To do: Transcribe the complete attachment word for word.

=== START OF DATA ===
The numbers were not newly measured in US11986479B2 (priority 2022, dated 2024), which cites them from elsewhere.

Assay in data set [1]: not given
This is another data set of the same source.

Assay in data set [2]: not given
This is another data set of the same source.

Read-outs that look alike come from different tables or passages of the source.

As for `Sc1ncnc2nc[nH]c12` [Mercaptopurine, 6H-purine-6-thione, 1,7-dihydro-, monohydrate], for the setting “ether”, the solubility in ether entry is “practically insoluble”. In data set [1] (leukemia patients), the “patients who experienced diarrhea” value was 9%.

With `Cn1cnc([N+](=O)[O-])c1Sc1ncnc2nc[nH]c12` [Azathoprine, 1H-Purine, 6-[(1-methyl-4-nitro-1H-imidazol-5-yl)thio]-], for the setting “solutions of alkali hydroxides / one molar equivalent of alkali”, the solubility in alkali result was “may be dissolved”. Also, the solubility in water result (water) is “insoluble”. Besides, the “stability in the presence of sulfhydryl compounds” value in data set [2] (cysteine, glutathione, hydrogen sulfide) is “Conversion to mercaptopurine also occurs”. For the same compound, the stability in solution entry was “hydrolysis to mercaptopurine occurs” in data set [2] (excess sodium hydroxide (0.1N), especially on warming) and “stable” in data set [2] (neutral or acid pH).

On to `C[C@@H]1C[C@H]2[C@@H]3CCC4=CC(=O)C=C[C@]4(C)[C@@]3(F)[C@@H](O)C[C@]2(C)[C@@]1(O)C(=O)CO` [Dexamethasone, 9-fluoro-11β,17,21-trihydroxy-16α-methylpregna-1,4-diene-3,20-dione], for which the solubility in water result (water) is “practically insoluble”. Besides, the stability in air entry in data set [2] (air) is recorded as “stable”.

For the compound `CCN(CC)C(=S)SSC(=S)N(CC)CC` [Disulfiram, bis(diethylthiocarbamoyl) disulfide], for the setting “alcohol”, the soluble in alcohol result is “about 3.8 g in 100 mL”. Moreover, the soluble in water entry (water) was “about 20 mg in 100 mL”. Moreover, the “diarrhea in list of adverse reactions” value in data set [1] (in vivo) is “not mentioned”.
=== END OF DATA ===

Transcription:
The numbers were not newly measured in US11986479B2 (priority 2022, dated 2024), which cites them from elsewhere.

Assay in data set [1]: not given
This is another data set of the same source.

Assay in data set [2]: not given
This is another data set of the same source.

Read-outs that look alike come from different tables or passages of the source.

As for `Sc1ncnc2nc[nH]c12` [Mercaptopurine, 6H-purine-6-thione, 1,7-dihydro-, monohydrate], for the setting “ether”, the solubility in ether entry is “practically insoluble”. In data set [1] (leukemia patients), the “patients who experienced diarrhea” value was 9%.

With `Cn1cnc([N+](=O)[O-])c1Sc1ncnc2nc[nH]c12` [Azathoprine, 1H-Purine, 6-[(1-methyl-4-nitro-1H-imidazol-5-yl)thio]-], for the setting “solutions of alkali hydroxides / one molar equivalent of alkali”, the solubility in alkali result was “may be dissolved”. Also, the solubility in water result (water) is “insoluble”. Besides, the “stability in the presence of sulfhydryl compounds” value in data set [2] (cysteine, glutathione, hydrogen sulfide) is “Conversion to mercaptopurine also occurs”. For the same compound, the stability in solution entry was “hydrolysis to mercaptopurine occurs” in data set [2] (excess sodium hydroxide (0.1N), especially on warming) and “stable” in data set [2] (neutral or acid pH).

On to `C[C@@H]1C[C@H]2[C@@H]3CCC4=CC(=O)C=C[C@]4(C)[C@@]3(F)[C@@H](O)C[C@]2(C)[C@@]1(O)C(=O)CO` [Dexamethasone, 9-fluoro-11β,17,21-trihydroxy-16α-methylpregna-1,4-diene-3,20-dione], for which the solubility in water result (water) is “practically insoluble”. Besides, the stability in air entry in data set [2] (air) is recorded as “stable”.

For the compound `CCN(CC)C(=S)SSC(=S)N(CC)CC` [Disulfiram, bis(diethylthiocarbamoyl) disulfide], for the setting “alcohol”, the soluble in alcohol result is “about 3.8 g in 100 mL”. Moreover, the soluble in water entry (water) was “about 20 mg in 100 mL”. Moreover, the “diarrhea in list of adverse reactions” value in data set [1] (in vivo) is “not mentioned”.